Impact of Lgt mutation on lipoprotein biosynthesis and in vitro phenotypes of Streptococcus agalactiae

Beverley Bray, Iain Sutcliffe, Dean Harrington

Research output: Contribution to journalArticlepeer-review

17 Citations (Scopus)


Although Streptococcus agalactiae, the group B Streptococcus, is a leading cause of invasive neonatal disease worldwide the molecular basis of its virulence is still poorly understood. To investigate the role of lipoproteins in the physiology and interaction of this pathogen with host cells, we generated a mutant S. agalactiae strain (A909 Delta Lgt) deficient in the Lgt enzyme and thus unable to lipidate lipoprotein precursors (pro-lipoproteins). The loss of pro-lipoprotein lipidation did not affect the viability of S. agalactiae or its growth in several different media, including cation-depleted media. The processing of two well-characterized lipoproteins, but not a non-lipoprotein, was clearly shown to be aberrant in A909 Delta Lgt. The mutant strain was shown to be more sensitive to oxidative stress in vitro although the molecular basis of this increased sensitivity was not apparent. The inactivation of Lgt also resulted in changes to the bacterial cell envelope, as demonstrated by reduced retention of both the group B carbohydrate and the polysaccharide capsule and a statistically significant reduction (P=0.0079) in A909 Delta Lgt adherence to human endothelial cells of fetal origin. These data confirm that failure to process lipoproteins correctly has pleiotropic effects that may be of significance to S. agalactiae colonization and pathogenesis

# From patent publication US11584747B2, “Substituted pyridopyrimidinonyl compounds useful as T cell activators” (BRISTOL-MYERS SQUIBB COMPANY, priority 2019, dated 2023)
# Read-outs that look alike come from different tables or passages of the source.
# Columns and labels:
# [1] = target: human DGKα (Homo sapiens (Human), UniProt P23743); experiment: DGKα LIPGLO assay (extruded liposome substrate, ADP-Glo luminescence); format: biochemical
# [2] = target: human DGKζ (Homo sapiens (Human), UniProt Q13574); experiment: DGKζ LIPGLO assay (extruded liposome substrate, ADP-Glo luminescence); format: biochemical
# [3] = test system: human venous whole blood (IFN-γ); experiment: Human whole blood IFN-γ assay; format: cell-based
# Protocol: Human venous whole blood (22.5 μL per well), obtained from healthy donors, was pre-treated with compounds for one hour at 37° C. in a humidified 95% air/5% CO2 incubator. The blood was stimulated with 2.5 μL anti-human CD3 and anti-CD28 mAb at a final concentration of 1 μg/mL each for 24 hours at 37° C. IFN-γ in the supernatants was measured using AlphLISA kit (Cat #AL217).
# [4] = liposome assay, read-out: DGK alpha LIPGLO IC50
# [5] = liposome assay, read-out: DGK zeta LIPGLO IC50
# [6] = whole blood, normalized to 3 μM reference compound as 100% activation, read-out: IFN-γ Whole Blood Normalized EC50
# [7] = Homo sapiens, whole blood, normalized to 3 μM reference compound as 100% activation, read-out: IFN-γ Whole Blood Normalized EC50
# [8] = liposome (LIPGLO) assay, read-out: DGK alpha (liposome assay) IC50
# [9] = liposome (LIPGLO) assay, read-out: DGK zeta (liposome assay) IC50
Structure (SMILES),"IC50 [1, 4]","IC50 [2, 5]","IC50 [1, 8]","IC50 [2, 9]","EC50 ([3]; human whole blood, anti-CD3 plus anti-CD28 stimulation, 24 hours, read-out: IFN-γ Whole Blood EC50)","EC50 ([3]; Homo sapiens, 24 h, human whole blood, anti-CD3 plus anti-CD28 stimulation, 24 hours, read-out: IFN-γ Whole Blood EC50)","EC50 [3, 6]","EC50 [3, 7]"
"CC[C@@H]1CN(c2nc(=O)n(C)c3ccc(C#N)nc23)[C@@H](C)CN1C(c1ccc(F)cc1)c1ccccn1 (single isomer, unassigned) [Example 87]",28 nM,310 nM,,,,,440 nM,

Original languageEnglish
Pages (from-to)1451-1458
Issue number5
Publication statusPublished - 2009


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